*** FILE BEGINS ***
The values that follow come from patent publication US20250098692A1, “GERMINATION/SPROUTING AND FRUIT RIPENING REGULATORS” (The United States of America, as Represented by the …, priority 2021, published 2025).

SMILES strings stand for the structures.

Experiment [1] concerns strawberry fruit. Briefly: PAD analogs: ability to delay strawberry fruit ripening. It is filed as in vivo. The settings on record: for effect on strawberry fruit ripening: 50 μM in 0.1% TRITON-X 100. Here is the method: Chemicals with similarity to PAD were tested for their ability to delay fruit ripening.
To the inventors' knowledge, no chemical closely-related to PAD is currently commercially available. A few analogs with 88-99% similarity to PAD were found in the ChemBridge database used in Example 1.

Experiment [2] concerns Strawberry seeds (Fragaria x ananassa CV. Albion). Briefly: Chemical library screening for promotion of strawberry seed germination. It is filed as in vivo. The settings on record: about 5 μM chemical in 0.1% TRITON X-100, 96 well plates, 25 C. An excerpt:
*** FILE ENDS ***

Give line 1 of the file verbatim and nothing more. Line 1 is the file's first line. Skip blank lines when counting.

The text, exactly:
The values that follow come from patent publication US20250098692A1, “GERMINATION/SPROUTING AND FRUIT RIPENING REGULATORS” (The United States of America, as Represented by the …, priority 2021, published 2025).